Bible Reading: 2 Samuel 12:1-15, Psalm 51
“The sacrifices of God are a broken spirit; a broken and contrite heart, O God, you will not despise.” (Psalm 51:17)
Nearing the end of this year, let us introspect our hearts once again for all the sins we have committed and the sins which still abide in our hearts. To us, our sins might seem permissible or even valid. But to God, they are evil, and they “utterly scorn the LORD” (2 Samuel 12:14). We ought to pray that God reveals our sins the way He sees them.
Laying our hidden sins plain in God’s sight, pray for a broken and contrite God which God will not despise. Our initial response to sin is to reject it, hide it, or formulate some valid reason for it. In our deceitful hearts, we never want to see sin for what it really is — evil in God’s sight. God does not want us to attempt to fix our own hearts. That is impossible, and that only shows our inherent pride, which still thinks that we are good enough to be holy by ourselves. We must come humbly and helpless to God. It is only such people that God restores.
At the end of this year, come humbly to ask God to clean your hearts. Pray with David, “Purge me with hyssop, and I shall be clean; wash me, and I shall be whiter than snow. Let me hear joy and gladness; let the bones that you have broken rejoice” (Psalm 51:7-8).
A broken and contrite heart accepts God’s will for blessing and consequence wholeheartedly. As Nathan cursed David saying that evil would arise out of his house and his wives would be given to his neighbour and slept with him on the rooftops before the sun, David remained silent. He did not retaliate or argue with Nathan. Instead, he wholeheartedly submitted to God’s will. David simply responded, “I have sinned against the LORD”. For the rest of David’s days, he bore the shame of his sin.
Evil prospered amongst David’s children, and David could do nothing but humbly accept God’s will for Him. David’s son Amnon raped his daughter Tamar. David’s son Absalom then killed Amnon and eventually usurped David’s throne. Finally, Absalom had to be murdered. Amidst all this, people like Shimei in 2 Samuel 16:5-14 mocked David, saying, “Get out, get out, you man of blood, you worthless man!”. David’s servants were mad at this nobody for mocking the king. Yet, in humility, David accepted that it was the Lord’s will to be humiliated and his throne overturned.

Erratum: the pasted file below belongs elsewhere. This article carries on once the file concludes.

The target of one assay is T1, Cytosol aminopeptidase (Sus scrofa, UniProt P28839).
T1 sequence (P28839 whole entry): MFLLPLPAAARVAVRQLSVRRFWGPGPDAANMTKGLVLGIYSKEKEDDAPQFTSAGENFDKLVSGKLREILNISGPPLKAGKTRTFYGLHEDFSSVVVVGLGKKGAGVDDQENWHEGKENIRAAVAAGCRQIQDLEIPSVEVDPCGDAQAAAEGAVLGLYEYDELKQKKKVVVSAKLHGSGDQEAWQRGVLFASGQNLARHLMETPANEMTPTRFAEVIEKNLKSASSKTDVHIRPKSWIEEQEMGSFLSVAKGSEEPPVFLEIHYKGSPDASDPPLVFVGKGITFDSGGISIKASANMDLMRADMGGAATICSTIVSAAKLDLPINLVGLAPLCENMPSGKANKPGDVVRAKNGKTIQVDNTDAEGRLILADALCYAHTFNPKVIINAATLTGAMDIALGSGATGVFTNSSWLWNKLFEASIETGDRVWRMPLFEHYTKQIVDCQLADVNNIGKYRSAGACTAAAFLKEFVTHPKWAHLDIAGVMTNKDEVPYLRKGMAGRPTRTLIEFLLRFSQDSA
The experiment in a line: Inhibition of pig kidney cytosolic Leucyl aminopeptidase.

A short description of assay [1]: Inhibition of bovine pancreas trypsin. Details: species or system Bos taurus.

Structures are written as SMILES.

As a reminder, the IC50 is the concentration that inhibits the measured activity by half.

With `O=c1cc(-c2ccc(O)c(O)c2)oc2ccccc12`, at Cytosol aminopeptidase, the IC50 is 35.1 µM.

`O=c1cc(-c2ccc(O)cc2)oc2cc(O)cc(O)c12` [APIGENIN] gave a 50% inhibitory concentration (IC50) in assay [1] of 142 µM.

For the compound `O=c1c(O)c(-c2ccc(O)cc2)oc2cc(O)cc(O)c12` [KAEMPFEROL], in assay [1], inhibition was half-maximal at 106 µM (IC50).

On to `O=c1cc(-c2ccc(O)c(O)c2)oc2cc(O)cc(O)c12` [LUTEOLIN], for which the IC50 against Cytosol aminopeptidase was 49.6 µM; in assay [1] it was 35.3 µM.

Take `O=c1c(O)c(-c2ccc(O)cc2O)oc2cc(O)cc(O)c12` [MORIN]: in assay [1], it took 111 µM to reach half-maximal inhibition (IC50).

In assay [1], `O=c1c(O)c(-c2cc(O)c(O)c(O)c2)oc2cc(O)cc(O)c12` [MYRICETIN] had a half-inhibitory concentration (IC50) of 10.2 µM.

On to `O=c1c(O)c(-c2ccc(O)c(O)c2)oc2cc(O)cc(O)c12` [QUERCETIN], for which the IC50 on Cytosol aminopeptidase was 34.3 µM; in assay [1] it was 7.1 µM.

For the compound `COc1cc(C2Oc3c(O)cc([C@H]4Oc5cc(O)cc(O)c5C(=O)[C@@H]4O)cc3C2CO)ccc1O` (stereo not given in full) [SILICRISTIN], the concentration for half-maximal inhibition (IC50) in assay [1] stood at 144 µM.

Despite David’s seemingly ruined future, it is penitent and humble men that are pleasing before God’s sight. And to such people, God’s promise, “The LORD also has put away your sin; you shall not die” (2 Samuel 12:13), does not fail. David’s last words recorded in 2 Samuel 23:1-7 reveal David’s triumph and God’s goodness and blessing, which overflowed to David.
2 Samuel 23:5 says, “For does not my house stand so with God? For he has made with me an everlasting covenant, ordered in all things and secure. For will he not cause to prosper all my help and my desire?”
David, the man after God’s own heart, was not perfect. He sinned greatly. Yet, his repentance and humility were what made him great. So may we learn to be humble as David was and walk in fear of the Lord.
Lord, have mercy on us, for we are sinners before Your sight. Our hearts are clogged with evil that scorns You. Please forgive us. Cleanse us and give us broken and contrite hearts because those You will not despise. Plant the humble heart You gave to David in us as well as we soon enter the new year. In Jesus’ name, amen.
Hans Sangtoki (18) is the coordinator of RE Generation Z. He has a passion for serving his generation and sharing hope in Christ. He also has an interest in classical music and dreams of conducting an orchestra one day.